Asthma is a medical condition in which the airways to the lungs are affected due to inflammation, making it difficult to breathe, while also restricting or making it impossible to perform certain physical activities. In this condition, the airways are narrowed and become swollen, leading to the production of excessive mucus. In some patients, asthma is a minor problem. But in its severe forms, it can interfere with the day-to-day activities, severely compromise the quality of life, and impose the threat of a fatal asthma attack.
The condition can change its course over time and has no definitive treatment but its symptoms can be easily managed.
Symptoms of Asthma
The symptoms of medical asthma differ from person-to-person, depending on the intensity of the condition. Some patients might experience, slight difficulty, while others can have infrequent asthma attacks, with symptoms only upon physical exercise indulgence. That said, in some cases, the condition can be worse and the patient might experience strong symptoms all the time.
Some of the common symptoms and signs of asthma include:
- Acute shortness of breath
- Chest tightness
- Pain in chest
- A problem in sleeping because of coughing, breathlessness, or wheezing
- A wheezing or whistling sound while exhaling breath
- Sudden coughing or wheezing episodes which are intensified due to respiratory infection such as cold or flu
The above are symptoms that might direct towards a mild asthmatic condition. Below are some signs which indicate worsening asthma condition:
- Frequent and intense symptoms of asthma (mentioned above)
- The need to use a quick inhaler for relief more often than previous episodes
- Increasing difficulty in breathing (this will be assessed with the help of a peak flow meter that depicts the functioning of the lungs)
In other cases, patients might experience asthma symptoms in certain situations, such as:
Exercise: Some patients experience asthma symptoms while engaging in any type of physical exercise or activity. It can be worse, typically when the air is cold and dry.
Occupation: Certain occupations or workplace environments which comprise of irritants, chemical fumes, dust or gases can trigger asthmatic symptoms.
Allergy: In this condition, symptoms flare up when the patient comes in contact with an airborne substance such as pollen, mold spores, skin particles, dried saliva of pets, etc.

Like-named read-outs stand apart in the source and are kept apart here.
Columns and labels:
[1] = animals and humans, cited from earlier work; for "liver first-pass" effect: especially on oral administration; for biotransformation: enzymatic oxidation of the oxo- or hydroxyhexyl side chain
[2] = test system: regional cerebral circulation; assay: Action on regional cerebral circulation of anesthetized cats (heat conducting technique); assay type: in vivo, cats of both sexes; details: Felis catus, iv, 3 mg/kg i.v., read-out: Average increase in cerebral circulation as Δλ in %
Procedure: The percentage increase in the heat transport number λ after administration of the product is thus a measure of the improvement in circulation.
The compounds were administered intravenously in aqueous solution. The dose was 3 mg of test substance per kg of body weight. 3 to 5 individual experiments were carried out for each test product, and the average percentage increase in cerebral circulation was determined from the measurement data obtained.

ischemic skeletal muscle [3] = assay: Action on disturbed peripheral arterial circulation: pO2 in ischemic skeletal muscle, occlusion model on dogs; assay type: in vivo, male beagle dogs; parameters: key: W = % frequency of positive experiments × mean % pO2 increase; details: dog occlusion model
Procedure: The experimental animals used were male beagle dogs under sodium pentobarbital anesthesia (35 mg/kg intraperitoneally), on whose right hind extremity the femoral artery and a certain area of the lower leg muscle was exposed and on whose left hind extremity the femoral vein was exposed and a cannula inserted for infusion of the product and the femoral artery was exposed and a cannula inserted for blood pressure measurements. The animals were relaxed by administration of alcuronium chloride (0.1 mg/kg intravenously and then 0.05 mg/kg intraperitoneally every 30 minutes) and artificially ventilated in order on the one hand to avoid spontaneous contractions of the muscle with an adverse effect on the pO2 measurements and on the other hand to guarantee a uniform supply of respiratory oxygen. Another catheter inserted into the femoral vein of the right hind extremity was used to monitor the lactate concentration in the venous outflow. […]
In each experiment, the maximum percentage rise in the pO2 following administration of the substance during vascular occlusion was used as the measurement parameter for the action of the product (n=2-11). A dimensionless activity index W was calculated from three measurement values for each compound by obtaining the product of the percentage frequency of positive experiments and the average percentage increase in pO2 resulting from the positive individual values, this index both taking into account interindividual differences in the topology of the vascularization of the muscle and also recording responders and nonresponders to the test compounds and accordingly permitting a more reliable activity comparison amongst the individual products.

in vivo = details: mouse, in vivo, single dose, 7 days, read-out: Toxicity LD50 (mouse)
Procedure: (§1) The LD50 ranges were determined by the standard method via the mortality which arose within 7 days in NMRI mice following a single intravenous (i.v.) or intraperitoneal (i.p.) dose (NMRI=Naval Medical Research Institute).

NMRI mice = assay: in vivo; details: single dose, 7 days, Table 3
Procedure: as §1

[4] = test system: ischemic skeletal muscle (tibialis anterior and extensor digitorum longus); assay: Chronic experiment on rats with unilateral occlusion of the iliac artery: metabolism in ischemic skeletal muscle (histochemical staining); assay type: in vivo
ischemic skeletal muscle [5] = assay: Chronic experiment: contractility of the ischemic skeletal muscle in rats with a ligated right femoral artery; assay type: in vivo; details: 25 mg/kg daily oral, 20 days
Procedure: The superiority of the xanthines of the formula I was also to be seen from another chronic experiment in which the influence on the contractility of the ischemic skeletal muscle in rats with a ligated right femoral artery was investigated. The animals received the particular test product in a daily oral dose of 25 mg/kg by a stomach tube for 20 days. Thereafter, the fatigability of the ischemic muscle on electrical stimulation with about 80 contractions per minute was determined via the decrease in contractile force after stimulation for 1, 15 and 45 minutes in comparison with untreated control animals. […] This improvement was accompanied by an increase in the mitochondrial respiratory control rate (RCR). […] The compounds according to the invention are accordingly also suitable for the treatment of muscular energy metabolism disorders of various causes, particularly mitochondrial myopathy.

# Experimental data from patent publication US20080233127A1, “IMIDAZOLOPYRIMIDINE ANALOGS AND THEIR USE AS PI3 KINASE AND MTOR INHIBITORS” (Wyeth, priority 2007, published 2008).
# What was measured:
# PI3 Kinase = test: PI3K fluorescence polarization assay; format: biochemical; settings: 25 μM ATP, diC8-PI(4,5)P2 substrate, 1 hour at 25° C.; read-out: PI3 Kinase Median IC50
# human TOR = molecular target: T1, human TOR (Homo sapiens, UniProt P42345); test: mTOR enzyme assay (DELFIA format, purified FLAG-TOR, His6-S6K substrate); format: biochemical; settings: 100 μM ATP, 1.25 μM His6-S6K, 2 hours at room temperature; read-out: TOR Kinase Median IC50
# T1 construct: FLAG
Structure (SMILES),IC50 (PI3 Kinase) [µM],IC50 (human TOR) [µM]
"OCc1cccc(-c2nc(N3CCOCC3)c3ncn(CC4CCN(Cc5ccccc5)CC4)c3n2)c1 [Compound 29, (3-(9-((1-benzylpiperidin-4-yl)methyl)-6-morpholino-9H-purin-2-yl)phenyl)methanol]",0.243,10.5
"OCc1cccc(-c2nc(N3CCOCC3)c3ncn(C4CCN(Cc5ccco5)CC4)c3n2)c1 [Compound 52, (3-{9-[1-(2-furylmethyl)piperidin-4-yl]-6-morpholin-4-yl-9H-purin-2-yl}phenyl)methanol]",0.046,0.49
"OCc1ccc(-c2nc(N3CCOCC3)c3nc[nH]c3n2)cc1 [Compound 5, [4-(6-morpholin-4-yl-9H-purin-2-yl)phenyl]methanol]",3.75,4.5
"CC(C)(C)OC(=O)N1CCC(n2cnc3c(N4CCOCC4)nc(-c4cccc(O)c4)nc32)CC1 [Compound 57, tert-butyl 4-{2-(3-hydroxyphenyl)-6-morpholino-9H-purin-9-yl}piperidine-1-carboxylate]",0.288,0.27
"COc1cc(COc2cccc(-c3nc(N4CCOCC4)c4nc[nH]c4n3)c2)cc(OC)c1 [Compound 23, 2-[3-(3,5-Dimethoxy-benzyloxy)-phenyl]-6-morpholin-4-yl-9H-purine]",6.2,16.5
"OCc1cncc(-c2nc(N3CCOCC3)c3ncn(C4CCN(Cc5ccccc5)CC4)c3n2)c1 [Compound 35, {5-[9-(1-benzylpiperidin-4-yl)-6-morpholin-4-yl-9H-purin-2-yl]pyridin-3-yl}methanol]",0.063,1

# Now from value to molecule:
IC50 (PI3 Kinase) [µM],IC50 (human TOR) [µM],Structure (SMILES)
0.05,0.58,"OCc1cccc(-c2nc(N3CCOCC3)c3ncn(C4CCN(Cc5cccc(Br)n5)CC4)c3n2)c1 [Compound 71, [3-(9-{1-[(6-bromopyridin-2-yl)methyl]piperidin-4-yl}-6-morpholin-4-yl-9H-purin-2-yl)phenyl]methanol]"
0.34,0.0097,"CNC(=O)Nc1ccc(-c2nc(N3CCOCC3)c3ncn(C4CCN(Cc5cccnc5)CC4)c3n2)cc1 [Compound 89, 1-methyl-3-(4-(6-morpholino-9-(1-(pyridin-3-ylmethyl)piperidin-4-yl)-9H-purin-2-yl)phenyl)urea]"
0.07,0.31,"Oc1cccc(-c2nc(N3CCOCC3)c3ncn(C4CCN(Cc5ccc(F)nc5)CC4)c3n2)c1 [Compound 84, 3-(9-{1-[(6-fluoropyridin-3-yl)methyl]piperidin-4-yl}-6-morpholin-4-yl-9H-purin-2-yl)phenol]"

Symptoms of an asthma emergency
Severe asthma symptoms can lead to an asthma attack which could be life-threatening if no medical treatment is induced timely. Patients should carefully monitor these signs and symptoms, diagnose intensifications and duly keep the doctor informed. Some typical signs of an asthma emergency include:
- Rapidly intensifying shortness of breath
- Increasing intensity of wheezing
- No relief even after the quick-inhaler
- Acute shortness of breath even during minimal activity
Causes of Asthma
No definitive cause can explain why some people get asthma and others don’t. However, in most cases, it is a combination of genetic and environmental factors.
Triggers of asthma
Large level or consistent exposure to irritants and substances can trigger allergies, which could develop into asthma. However, asthma triggers vary from person-to-person and can include any of the following:
- Airborne items such as pollen, mold spores, pet dander, etc.
- Respiratory infections
- Excessive physical activity
- Cold air
- Air pollutants and smoke
- Certain medications and drugs
- Intense emotional stress
- Preservatives and sulfites present in some food such as beer, wine, processed potatoes
- Gastroesophageal reflux disease (GERD) that causes the stomach acid to move up the throat
Risk Factors of Asthma
Numerous factors can increase the likelihood of a person being affected by asthma. These include:
- Family history of asthma (sibling or parent)
- Overweight or obesity
- Consistent exposure to second-hand smoke
- Exposure to exhaust fumes or any other type of pollutants
- Occupational triggers such as chemicals used in pesticides, hairdressing, manufacturing, etc.
- Allergic conditions such as hay fever, etc.
Complications of Asthma
Untreated asthma can cause severe complications such as:
- Interference with sleep, work or recreational activities
- Increasing falling sick during asthma flare-ups
- Narrowing of the airway tubes permanently which can impact breathing
- Severe asthma attacks
- Side effects of certain medications
Proper and timely medical treatment can help effectively manage the long and short term impact of asthma.
Treatment of Asthma
Asthma can be primarily treated with breathing exercises, first-aid medications, or long-term asthma controlling techniques. The type of treatment will depend on the severity of asthma, age, type of asthma, and the triggers.
- Breathing exercises:These recommended exercises will allow more air into and out of the lungs, which will improve lung capacity over time and minimise asthma symptoms.
- Rescue or first-aid treatment: These are medications which are given to patients experiencing an asthma attack. These provide quick relief and allow normal breathing to regain. Some examples include rescue inhalers, nebulizers, bronchodilators, anti-inflammatories, etc.
- Long-term medications: These medicines are advised to patients with severe and prevalent symptoms. These medications need to be taken daily to manage symptoms.
Apart from these treatments, several home remedies such as caffeine or caffeinated tea, essential oils, mustard oil, etc. can help manage symptoms and improve quality of life.